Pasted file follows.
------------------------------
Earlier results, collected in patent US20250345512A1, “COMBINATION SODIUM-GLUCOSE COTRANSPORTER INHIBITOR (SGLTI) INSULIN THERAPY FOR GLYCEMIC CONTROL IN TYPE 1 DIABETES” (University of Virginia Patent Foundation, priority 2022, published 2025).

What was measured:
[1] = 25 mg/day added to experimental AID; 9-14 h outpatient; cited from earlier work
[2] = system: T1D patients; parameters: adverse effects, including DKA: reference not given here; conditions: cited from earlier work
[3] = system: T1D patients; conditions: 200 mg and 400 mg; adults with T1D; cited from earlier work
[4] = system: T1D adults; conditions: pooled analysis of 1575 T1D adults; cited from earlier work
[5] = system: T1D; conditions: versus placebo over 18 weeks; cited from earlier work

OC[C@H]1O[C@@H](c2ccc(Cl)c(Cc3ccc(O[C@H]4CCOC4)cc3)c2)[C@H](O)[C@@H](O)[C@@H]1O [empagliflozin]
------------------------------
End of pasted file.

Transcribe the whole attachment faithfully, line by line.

Earlier results, collected in patent US20250345512A1, “COMBINATION SODIUM-GLUCOSE COTRANSPORTER INHIBITOR (SGLTI) INSULIN THERAPY FOR GLYCEMIC CONTROL IN TYPE 1 DIABETES” (University of Virginia Patent Foundation, priority 2022, published 2025).

What was measured:
[1] = 25 mg/day added to experimental AID; 9-14 h outpatient; cited from earlier work
[2] = system: T1D patients; parameters: adverse effects, including DKA: reference not given here; conditions: cited from earlier work
[3] = system: T1D patients; conditions: 200 mg and 400 mg; adults with T1D; cited from earlier work
[4] = system: T1D adults; conditions: pooled analysis of 1575 T1D adults; cited from earlier work
[5] = system: T1D; conditions: versus placebo over 18 weeks; cited from earlier work

OC[C@H]1O[C@@H](c2ccc(Cl)c(Cc3ccc(O[C@H]4CCOC4)cc3)c2)[C@H](O)[C@@H](O)[C@@H]1O [empagliflozin]